How to crack GMAT without coaching
There is no magic potion that gives you a perfect score.education Updated: May 27, 2016 15:29 IST
Indians applying to the US business schools are very competitive within their cohort. However, a good Graduate Management Admission Test (GMAT) score can give you an edge over others.
When I was preparing for GMAT I was already working as a project manager handling a product engineering team. Joining a coaching class and working, I felt, would not be a smart idea. So I decided to study on my own. I assumed that with some amount of self-discipline and regular practice, cracking the exam would not be tough.
After studying or one month, I got 680 in my first attempt. I knew something was terribly wrong with my study strategy. I was good with quantitative and reading comprehension sections largely because I had taken Common Admission Test five times. However, in GMAT, all sections are equally important if you want the perfect score. So, when you’re practising on your own, without coaching help, make sure, in an effort to improve in one particular section, you don’t end up spending too much time over it and ignore the other sections.
After my first attempt, I decided to pull up my socks and study harder. I purchased all preparation material from mba.com, the official GMAT site, and started solving them. For six months, I solved all the questions and analysed them all. On weekdays, I made it a point to study for at least two hours. I dedicated all my weekends to practising and taking mocks. Trust me, sacrificing fun for few weekends isn’t a bad idea at all, when your efforts pay off.
I used to invest a good amount of time in analysing mocks to find out where I was going wrong. I realised that initial questions in the GMAT exam were very important and set the level of the score. Even if you commit mistakes in the first 10 questions, you can still get a score of 770-780 in the exam. Mistakes made consecutively in your answers result in a drastic drop in scores. If you answer difficult questions correctly, GMAT then throws easier questions at you, to check if you can solve them too. I also realised that concepts in sentence correction in GMAT’s verbal section are tested repeatedly.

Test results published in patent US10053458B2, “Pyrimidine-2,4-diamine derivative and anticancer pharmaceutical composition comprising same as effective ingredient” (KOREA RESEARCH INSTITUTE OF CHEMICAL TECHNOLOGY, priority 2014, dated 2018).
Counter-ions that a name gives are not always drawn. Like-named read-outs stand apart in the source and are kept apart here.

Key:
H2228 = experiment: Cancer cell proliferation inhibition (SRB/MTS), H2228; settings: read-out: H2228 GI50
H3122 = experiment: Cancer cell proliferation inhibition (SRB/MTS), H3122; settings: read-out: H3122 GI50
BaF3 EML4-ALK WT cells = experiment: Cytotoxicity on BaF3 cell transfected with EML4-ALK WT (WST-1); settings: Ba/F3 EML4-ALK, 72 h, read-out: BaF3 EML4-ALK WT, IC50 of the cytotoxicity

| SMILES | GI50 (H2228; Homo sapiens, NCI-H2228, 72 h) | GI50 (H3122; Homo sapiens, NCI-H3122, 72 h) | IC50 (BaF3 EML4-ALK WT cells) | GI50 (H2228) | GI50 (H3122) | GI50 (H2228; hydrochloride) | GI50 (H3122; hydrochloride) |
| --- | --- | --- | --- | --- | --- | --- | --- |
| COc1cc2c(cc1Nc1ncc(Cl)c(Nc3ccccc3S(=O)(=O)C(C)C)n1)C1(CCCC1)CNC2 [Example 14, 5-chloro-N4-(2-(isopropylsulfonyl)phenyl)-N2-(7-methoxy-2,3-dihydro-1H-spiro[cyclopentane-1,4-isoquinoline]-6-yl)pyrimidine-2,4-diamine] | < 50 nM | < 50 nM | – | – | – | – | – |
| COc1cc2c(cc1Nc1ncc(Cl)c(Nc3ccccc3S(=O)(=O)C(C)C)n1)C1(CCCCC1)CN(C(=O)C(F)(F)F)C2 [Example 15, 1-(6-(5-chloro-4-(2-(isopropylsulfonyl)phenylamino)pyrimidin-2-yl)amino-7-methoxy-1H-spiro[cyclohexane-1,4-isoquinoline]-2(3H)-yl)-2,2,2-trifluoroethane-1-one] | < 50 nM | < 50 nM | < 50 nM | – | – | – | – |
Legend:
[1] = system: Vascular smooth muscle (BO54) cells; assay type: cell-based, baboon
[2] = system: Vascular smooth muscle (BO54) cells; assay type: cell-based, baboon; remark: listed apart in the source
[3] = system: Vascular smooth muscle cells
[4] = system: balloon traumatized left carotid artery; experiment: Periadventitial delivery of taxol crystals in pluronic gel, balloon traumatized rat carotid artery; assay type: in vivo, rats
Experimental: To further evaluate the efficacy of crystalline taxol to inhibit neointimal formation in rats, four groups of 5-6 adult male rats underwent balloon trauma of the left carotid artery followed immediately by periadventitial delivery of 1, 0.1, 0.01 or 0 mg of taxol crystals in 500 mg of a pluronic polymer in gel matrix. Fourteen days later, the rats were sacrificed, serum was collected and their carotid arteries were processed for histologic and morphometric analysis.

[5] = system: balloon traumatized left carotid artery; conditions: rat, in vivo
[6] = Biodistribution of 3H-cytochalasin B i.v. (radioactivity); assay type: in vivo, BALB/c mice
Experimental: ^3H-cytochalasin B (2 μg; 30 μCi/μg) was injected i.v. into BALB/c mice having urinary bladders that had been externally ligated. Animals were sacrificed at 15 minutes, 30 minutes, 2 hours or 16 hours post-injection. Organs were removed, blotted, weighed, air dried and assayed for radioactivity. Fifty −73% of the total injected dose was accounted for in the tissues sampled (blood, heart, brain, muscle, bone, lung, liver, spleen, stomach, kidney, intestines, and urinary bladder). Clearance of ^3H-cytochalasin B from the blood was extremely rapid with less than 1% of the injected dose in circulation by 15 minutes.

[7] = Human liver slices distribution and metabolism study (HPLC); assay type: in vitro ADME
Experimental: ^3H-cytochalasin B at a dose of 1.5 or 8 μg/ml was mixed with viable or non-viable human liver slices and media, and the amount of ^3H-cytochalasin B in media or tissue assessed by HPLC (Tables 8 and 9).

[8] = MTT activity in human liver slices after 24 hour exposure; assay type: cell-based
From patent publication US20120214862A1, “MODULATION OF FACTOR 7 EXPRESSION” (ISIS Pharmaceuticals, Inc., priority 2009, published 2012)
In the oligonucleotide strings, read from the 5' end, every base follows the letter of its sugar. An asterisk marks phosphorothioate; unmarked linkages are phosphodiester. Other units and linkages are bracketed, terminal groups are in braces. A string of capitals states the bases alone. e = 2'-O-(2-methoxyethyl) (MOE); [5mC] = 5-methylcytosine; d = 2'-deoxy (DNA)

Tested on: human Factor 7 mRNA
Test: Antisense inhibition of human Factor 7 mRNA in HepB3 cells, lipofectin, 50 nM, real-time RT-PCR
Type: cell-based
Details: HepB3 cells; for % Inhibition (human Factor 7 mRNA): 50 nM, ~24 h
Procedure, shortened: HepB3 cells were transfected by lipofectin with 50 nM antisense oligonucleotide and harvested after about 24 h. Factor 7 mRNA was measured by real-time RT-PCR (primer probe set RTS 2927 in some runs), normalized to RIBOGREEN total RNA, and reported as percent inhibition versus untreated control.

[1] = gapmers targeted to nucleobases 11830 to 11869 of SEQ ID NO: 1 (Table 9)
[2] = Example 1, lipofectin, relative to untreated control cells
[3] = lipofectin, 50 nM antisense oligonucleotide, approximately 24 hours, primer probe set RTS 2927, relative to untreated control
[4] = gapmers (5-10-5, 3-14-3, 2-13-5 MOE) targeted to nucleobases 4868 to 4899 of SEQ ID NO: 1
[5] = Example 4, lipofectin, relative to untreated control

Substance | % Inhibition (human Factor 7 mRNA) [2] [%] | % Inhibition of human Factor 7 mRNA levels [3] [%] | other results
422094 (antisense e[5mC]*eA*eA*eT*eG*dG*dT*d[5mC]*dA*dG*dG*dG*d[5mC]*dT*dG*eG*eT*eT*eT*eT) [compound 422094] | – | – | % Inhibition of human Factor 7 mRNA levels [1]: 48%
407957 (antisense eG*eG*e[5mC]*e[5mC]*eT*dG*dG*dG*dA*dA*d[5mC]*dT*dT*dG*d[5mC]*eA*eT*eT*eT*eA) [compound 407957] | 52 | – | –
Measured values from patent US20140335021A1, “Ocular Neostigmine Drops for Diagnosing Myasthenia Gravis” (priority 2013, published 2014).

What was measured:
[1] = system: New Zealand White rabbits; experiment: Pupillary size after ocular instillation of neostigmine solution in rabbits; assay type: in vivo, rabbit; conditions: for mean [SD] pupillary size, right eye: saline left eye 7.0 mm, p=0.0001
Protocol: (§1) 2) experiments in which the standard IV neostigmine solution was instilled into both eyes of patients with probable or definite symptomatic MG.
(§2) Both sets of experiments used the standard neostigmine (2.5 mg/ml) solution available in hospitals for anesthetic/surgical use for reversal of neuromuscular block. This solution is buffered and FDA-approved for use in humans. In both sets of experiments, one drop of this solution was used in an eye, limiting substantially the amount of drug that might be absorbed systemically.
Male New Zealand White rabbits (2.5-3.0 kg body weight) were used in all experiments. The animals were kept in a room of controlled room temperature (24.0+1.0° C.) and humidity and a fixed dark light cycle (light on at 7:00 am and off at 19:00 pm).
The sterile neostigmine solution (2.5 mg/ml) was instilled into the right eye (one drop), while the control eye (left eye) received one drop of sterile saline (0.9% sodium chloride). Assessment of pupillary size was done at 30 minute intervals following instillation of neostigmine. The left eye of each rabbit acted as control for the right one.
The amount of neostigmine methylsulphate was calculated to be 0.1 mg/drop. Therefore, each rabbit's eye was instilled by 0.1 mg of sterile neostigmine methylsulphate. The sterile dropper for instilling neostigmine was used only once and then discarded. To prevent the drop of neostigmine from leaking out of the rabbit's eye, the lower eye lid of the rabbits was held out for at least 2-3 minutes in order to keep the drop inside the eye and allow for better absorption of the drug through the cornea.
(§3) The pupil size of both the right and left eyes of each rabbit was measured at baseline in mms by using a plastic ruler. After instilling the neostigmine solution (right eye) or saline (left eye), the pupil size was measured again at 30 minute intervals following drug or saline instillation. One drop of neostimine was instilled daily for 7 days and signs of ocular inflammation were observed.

GMAT is quite a standardised test. It has questions that test similar concepts again and again. So, when I understood the patterns of the exam, I could see what had to be done to tackle those problems.
In the critical reasoning section, the arguments are similar but the context in which these arguments are made is different. I made a note of those arguments which I was not able to solve while practising official questions.
Maintaining error logs is also critical. Log the questions that you get wrong. I revised those questions for one day before taking a mock. Find out where you are going wrong and correct your mistakes. Error logs are applicable for all the sections of the test – quant and verbal section.
The logs can be made subsection wise and for critical reasoning or sentence correction or reading comprehension. Relying on your strengths gives you the confidence to study on your own.
The author is currently pursuing an MBA at Carnegie Mellon University - Tepper School of Business